Storen’s line tomorrow will read 1 IP, 0 R, 2BB, which is only just a little misleading. After walking Ryan Theriot with one out, he got Colby Rasmus to fly out, bringing the tying run to the plate in the person of one Albert “No, I am baseball” Pujols to the plate. When asked after the game about the at-bat, manager Jim Riggleman said that he’d made the decision to walk Pujols no matter the situation: “I wasn’t going to let him beat us,” he said, “I wouldn’t have slept right tonight if he’d hit the homer there.” With the tying run aboard, and the winning run at the plate, Storen got Lance Berkman to ground out to finish the game.

Not all of the day’s news was good, and the bad news tonight came before the game was far underway. Reports began to come in before the first pitch that one of the Nationals was at George Washington University Hospital Center having surgery. Speculation immediately drifted to Adam Laroche, who the team said was being re-evaluated today after a torn labrum and rotator cuff were diagnosed in May. Craig Heist from WTOP broke the news in the first inning that Laroche had had surgery to repair the torn labrum and rotator cuff and that his season was likely done.

The blows kept coming. In the bottom of the 2nd inning, Roger Bernadina entered the game for Rick Ankiel as a pinch hitter. In the 5th inning, the team revealed that Ankiel had strained his left intercostal muscle, and listed him as “day to day”.  For a similar injury, the Nationals lost Ryan Zimmerman for 10 games late last season with a similar strain.  It’s a fairly painful muscle strain, and deeply limits activity, so we may see a short DL stint for Ankiel here.

After the game, General Manager Mike Rizzo met with the media to discuss Laroche’s injury with the team doctor present. Laroche will have season-ending labrum repair surgery on Thursday in Washington. The team doctor said that the length of the recovery process will be subject to the damage that is found in Laroche’s shoulder. Should it be a simple repair, it’s likely that Laroche will be ready for Spring Training, but a more serious operation would result in a 6-7 month recovery time that would likely keep Laroche out through March and April of next year. More will be known on Thursday, we hope.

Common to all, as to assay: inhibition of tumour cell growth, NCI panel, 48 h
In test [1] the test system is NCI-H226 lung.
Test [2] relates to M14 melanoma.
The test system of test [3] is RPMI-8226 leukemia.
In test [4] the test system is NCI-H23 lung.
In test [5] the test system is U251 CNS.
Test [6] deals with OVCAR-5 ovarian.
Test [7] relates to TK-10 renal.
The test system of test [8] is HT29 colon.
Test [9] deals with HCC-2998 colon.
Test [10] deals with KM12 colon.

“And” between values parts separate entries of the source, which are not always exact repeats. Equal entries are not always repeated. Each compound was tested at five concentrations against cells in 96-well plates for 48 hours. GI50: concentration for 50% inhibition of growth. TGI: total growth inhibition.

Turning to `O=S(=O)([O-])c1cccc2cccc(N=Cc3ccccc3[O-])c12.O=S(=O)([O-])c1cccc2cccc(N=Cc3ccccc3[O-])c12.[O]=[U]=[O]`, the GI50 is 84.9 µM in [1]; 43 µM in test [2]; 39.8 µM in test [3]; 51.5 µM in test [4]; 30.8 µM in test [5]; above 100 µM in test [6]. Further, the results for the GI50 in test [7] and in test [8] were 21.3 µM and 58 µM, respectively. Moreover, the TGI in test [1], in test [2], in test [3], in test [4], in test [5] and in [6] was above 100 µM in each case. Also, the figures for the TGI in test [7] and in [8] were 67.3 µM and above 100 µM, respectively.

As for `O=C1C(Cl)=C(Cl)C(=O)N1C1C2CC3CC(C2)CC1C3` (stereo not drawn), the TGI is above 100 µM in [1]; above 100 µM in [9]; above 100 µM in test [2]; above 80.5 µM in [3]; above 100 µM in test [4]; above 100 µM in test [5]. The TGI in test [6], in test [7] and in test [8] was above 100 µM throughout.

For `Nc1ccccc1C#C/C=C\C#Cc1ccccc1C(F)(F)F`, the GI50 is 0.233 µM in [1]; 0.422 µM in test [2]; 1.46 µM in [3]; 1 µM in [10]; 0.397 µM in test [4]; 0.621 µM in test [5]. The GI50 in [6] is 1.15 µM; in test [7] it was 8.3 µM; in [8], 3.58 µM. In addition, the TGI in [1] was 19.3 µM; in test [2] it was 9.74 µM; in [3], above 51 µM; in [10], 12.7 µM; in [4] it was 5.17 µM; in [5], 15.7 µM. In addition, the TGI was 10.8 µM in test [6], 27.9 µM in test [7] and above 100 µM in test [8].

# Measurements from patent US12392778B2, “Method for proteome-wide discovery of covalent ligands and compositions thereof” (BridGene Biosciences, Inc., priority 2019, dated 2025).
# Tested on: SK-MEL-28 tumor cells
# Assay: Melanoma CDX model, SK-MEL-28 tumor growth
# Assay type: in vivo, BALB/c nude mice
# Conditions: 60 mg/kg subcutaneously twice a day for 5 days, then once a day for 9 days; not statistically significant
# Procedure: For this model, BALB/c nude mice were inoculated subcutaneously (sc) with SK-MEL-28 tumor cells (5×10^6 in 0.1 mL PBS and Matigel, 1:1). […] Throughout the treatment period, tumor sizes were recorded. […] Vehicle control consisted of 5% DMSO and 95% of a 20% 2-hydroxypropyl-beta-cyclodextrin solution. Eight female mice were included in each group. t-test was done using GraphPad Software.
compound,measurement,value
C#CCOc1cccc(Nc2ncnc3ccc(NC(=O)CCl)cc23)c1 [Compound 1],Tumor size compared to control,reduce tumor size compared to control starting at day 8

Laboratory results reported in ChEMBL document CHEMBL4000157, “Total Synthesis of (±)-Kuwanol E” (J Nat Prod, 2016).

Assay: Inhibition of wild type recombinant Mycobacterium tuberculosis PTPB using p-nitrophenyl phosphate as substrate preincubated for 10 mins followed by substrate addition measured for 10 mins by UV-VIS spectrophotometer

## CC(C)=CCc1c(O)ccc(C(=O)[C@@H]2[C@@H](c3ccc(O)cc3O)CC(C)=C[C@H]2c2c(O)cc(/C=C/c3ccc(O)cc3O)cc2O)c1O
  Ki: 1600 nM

The Stars: Big night for Jayson Werth, who was aboard four of five at-bats tonight (2-4, BB, FC, 2 1B) as well as for Michael Morse (2-5, 2R, 2B, 1B) and Danny Espinosa (3-5, 3 1B, R). Huge at-bat for Laynce Nix off the bench, as well.

The Bars: Not as good a night for Jerry Hairston, playing left: 0-3, K. Yunesky Maya was pretty putrid tonight, as well. He sealed his marching orders back to the minors tonight, but at least the team won tonight: it’s the first time that’s happened when Maya has started the game.

Miscellany: Tonight’s goat for St. Louis was Miss Iowa, Miguel Batista, whose tenure with the Nationals had its ups and downs. I know he’s pitched like this before, so it wasn’t surprising, but it was surprising that LaRussa let him go so long.

I live and work in the District of Columbia. I write at We Love DC, a blog I helped start, I work at Technolutionary, a company I helped start, and I’m happy doing both. I enjoy watching baseball, cooking, and gardening. I grow a mean pepper, keep a clean scorebook, and wash the dishes when I’m done. Read Why I Love DC.